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Around the web (week of 8 July)


  • Bedlam for the ages, by Vithushan Ehantharajah on Cricbuzz, about what was probably the best ODI Cricket game of all time.

With nine needed off the final three balls of the match, Ben Stokes dived, scampering back for a two. Only the throw from the deep cannoned off his bat, squirting away to the boundary in front of the Lord’s Pavilion. What could’ve been seven off two was now three off two. Stokes was on his knees, hands out in apology. Trent Boult, in charge of the 50th over, just laughed. The umpires conferred to see if there was something they could do even though they knew there was not. The Blackcaps simply cursed their luck and got on with it.

These tweets, and all other racist calls for people to “go back home” really hit close to home for me. I surround myself with fellow immigrants and with progressively minded Americans who I am confident don’t share these views, but it is hard to ignore the fact that so many people just beyond my bubble do implicitly (and in many cases explicitly) endorse these racist views. I am moved by Ilhan Omar’s speech at a Minnesota highschool:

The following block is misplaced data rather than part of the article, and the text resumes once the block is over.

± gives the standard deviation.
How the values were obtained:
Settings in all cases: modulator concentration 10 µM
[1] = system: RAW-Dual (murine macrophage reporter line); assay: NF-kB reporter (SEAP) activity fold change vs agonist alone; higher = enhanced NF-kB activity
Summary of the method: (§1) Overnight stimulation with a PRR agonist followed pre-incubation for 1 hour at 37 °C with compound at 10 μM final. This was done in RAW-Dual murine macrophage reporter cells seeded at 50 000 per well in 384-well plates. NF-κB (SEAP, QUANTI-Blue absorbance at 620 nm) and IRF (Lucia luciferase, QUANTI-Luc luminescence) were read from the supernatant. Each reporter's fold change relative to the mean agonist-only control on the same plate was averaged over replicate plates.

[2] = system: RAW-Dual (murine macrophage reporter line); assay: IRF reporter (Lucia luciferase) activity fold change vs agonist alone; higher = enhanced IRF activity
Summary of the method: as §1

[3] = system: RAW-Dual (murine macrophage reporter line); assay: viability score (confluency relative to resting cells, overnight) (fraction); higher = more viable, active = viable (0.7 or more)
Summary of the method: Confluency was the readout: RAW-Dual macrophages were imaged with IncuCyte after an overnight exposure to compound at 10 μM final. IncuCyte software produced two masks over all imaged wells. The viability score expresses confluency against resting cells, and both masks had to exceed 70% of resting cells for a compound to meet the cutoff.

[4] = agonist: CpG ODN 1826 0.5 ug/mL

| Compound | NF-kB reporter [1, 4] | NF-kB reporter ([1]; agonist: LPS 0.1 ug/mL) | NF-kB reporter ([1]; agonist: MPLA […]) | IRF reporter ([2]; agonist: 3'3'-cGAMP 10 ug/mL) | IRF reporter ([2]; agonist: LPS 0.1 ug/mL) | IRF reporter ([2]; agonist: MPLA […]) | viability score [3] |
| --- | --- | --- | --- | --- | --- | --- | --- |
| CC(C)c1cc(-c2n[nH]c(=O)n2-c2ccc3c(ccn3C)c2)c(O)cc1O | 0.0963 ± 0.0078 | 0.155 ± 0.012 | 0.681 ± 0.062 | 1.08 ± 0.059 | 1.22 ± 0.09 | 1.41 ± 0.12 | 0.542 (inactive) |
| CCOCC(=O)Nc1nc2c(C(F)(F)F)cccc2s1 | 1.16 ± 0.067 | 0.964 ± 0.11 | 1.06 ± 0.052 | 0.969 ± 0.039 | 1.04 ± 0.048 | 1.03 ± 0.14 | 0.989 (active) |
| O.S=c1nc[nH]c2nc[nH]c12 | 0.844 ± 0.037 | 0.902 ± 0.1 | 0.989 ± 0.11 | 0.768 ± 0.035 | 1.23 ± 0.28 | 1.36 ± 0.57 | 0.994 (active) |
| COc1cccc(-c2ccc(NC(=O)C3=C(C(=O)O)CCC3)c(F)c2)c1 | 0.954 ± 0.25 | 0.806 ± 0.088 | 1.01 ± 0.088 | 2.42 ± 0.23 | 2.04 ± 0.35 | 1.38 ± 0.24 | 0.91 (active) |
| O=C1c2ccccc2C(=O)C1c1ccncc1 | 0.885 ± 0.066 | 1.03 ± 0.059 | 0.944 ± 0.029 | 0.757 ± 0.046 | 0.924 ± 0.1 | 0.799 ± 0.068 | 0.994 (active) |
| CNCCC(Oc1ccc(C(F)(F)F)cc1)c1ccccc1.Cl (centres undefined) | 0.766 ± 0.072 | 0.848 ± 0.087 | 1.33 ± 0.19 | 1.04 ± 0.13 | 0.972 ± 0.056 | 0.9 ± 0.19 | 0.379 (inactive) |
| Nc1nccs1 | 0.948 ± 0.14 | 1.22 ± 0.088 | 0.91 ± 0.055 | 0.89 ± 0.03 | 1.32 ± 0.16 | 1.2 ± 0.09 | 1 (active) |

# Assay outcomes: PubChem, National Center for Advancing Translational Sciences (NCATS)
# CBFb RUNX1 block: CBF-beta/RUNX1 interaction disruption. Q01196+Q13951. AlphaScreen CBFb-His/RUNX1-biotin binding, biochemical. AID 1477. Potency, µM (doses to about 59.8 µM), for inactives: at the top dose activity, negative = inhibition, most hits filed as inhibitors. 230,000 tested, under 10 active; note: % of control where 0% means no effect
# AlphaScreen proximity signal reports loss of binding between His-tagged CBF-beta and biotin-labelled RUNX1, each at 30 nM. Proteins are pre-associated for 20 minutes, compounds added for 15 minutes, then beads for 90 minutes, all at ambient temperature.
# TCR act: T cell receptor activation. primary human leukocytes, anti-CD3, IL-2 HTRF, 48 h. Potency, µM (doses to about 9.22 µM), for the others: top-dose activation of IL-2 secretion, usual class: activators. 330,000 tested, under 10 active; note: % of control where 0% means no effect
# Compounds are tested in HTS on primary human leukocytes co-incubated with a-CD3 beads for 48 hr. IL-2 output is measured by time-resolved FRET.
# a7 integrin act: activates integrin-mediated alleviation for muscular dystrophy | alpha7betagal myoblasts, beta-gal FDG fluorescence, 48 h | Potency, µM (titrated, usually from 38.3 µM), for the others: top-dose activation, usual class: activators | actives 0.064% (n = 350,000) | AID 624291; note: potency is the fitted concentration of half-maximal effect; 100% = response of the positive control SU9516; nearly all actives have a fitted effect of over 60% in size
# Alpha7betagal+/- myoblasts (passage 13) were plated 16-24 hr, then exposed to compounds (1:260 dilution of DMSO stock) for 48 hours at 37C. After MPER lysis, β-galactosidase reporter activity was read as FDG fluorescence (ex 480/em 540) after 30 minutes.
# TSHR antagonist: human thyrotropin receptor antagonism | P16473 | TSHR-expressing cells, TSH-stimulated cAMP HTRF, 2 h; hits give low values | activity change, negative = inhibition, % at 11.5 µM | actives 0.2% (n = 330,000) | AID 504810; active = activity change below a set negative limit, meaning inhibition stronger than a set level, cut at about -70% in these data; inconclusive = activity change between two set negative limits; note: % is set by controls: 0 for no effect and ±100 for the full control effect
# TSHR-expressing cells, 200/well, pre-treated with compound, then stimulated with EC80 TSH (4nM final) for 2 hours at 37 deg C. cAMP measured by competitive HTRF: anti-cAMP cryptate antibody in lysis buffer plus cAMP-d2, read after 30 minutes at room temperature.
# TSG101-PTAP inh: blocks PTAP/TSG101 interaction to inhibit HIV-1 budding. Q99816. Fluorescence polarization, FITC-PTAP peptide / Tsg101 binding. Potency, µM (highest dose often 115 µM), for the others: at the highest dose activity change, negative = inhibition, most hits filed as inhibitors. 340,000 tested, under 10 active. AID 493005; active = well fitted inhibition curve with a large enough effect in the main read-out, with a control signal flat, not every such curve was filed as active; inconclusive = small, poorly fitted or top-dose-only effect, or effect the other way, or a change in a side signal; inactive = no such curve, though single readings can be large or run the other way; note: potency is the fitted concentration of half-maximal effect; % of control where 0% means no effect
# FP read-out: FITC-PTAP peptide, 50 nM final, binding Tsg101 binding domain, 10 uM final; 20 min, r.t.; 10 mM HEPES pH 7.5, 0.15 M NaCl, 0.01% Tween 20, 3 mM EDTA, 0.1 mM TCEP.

“I grew up in an extremely unjust society, and the only thing that made my family excited about coming to the United States was that the United States was supposed to be the country that guaranteed justice to all. So, I feel it necessary for me to speak about that promise that’s not kept.”

This idea encourages me to keep working hard to fight against the inequities and injusticies at UCLA, and will keep me fighting against the many shortcomings of academia as long as I stay in it. But in spirit of the following recommendation, I won’t want to lie to myself. I recognize that given the state of this country – how inhumanely refugees, immigrants, and even black and brown citizens are teated – fighting from within academia may not mean very much in the long run.

Our narrow views shackle us to incremental, stepwise change – and to the delusion that doing a little less bad and a little more good will be enough.

Always, the most dangerous lies are the lies we tell ourselves.